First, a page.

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China Tightens Internet Control Three Weeks After Earthquake

The Los Angeles Times reported on June 5th that, “China has begun rolling back many of the media and Internet freedoms that were permitted in the immediate aftermath of last month’s earthquake.”

As opposed to the tight media control during the unrest in Tibet, the Chinese government seemed to adopt a new media strategy in the first three weeks of the devastating earthquake in Sichuan. The government released information in a timely manner, gave foreign and domestic journalists freedom to travel and report, and remained hands-off when there was online criticism of the government. The Korea Times and the Gizmodo stated that Sichuan’s earthquake allowed millions of Chinese netizens to enjoy almost complete freedom from censorship for the first time.

However, in the three weeks since the major earthquake in Sichuan province, public concern has begun to shift from the heroic efforts of rescue workers and the plight of trapped victims to issues of corruption, embezzlement, and shoddy school construction. In response to this pressure on political authority and social stability, China’s government has issued directives to online websites and Internet portals outlining forbidden topics related to Sichuan’s earthquake and urging news websites to “emphasize positive propaganda,” and tighten the control of online forums, including limiting discussions and deleting postings about sensitive topics concerning the Sichuan earthquake.

It was disappointing to see China reverting to its previous position on media control. In the current Chinese context, it is difficult to recognize how much freedom of online speech the government will allow. With the world’s largest Internet user base, the Chinese government hopes citizens’ online activities can promote its political reform efforts and anti-corruption work, but, on the other hand, it worries about the use of the Internet as a threat to its political authority and to social stability. It seems the Chinese government may allow people to exchange information about certain sensitive topics via the Internet within small groups, but tries to prevent large scale dissent on the Web. In the case of the Sichuan earthquake, the government began to tighten its control over online speech when issues of corruption and shoddy school construction became hot topics in Chinese cyberspace, since they had the potential to ignite mass protests. Rebecca MacKinnon stated that, “They [the Chinese government] increasingly recognize they can’t control everything, and pick and choose.” In fact, both the Chinese authorities and Chinese Internet users know the ‘rules’ of the game–China is changing and government control of the media/Internet may relax a bit from time to time, but each side knows where the ‘red line’ is.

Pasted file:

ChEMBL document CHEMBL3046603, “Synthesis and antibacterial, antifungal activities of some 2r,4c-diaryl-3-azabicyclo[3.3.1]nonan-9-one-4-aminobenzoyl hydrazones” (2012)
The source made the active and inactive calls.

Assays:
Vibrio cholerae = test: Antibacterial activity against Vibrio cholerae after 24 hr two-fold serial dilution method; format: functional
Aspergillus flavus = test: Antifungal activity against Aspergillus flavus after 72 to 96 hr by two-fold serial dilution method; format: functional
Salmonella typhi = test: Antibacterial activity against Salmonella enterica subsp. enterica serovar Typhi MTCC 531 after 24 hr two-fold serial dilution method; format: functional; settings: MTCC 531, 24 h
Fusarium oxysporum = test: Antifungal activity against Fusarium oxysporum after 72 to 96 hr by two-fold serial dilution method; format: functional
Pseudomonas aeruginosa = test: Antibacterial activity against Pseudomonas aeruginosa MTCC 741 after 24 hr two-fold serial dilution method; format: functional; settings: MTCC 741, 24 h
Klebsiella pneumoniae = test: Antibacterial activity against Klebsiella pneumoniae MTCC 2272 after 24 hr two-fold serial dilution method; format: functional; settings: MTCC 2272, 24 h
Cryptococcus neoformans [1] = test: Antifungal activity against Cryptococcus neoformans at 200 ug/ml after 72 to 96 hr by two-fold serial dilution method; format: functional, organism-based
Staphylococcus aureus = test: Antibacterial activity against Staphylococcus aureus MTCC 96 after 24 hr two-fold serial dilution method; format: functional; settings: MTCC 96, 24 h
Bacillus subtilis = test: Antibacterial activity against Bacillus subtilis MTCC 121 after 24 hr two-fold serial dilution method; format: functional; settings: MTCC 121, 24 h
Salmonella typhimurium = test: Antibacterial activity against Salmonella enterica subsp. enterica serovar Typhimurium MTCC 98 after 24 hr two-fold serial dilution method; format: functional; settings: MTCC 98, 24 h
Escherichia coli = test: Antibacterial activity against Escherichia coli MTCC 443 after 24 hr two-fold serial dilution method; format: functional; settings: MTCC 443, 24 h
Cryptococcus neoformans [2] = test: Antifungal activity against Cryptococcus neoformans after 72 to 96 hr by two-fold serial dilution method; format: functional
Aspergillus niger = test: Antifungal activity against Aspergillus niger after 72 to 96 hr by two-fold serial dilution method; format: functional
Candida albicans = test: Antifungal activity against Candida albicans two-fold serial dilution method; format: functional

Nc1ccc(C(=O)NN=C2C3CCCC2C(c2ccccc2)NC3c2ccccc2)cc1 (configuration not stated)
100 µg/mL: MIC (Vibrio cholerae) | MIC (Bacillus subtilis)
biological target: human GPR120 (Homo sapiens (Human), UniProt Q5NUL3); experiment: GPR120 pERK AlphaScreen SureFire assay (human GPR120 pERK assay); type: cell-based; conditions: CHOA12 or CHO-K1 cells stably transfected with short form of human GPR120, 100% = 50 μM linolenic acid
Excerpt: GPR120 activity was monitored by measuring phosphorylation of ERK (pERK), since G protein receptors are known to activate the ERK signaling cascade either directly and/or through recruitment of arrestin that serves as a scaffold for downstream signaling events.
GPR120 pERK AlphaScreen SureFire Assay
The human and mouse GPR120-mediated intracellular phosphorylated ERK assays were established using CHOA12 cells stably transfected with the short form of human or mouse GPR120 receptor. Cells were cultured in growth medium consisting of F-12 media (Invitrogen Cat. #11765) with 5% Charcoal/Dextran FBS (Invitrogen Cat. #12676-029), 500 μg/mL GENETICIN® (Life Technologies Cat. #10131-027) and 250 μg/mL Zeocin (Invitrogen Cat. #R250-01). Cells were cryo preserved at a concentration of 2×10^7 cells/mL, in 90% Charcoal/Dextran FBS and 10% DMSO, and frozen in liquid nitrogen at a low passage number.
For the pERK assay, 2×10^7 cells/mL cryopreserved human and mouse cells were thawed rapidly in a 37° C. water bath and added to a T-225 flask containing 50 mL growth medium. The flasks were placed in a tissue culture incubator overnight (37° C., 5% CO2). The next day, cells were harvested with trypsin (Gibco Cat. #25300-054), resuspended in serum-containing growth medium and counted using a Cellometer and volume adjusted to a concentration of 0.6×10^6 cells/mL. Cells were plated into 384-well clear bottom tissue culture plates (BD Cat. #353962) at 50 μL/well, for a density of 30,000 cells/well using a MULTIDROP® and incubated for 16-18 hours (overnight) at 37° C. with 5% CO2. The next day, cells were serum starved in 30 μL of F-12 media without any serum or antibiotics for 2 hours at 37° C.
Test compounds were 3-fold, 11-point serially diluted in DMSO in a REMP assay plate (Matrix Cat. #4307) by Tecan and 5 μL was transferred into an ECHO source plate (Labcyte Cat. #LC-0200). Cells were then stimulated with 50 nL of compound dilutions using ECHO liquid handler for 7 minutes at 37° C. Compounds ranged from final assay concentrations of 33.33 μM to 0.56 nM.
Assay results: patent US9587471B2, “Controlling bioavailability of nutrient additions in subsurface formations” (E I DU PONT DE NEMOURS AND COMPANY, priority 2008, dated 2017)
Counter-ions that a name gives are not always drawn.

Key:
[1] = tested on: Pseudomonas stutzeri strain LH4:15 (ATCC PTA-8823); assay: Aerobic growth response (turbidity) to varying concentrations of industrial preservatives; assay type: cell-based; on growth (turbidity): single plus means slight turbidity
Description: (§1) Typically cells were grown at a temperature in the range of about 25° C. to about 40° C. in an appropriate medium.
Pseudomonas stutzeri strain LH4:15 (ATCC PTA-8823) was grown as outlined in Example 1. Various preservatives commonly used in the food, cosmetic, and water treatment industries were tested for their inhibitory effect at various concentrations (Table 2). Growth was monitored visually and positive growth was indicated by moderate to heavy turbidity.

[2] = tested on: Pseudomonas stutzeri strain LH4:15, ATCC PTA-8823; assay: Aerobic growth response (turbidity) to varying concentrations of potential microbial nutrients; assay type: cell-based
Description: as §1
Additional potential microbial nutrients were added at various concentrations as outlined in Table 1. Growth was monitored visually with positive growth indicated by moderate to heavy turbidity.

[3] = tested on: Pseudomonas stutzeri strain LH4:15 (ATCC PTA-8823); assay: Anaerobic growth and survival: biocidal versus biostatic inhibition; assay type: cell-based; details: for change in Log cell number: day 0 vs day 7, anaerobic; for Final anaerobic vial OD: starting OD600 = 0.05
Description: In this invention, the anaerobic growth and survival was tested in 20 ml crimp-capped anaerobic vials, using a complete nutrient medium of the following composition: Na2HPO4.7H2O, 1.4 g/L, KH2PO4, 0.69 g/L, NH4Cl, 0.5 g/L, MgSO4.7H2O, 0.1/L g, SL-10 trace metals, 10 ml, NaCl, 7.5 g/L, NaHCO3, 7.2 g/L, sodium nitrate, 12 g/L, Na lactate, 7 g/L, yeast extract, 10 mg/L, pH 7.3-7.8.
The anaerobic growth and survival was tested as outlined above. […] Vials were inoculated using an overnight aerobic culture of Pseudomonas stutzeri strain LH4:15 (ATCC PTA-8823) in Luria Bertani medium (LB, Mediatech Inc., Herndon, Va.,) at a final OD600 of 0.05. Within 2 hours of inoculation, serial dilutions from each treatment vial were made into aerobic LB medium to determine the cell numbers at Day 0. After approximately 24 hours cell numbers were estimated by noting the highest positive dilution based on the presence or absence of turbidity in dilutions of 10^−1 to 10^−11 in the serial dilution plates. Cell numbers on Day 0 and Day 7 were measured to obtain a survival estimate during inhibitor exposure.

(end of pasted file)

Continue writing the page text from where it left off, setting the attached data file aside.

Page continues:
At least one positive outcome from the earthquake is that the Chinese government began to directly respond to the outcry from netizens, who grilled local officials about whether it was substandard building codes or even extremely poor construction that led to the death of so many students. Under mounting online public scrutiny, government officials promise to investigate the cause of collapsed school buildings and bring those responsible to justice.

Although China still appears monolithic from the outside, and still keeps a watchful eye on the online activities of Chinese citizens, the Internet seems to be sowing the seeds of free speech in China. That may be the most important lesson in Sichuan’s earthquake.

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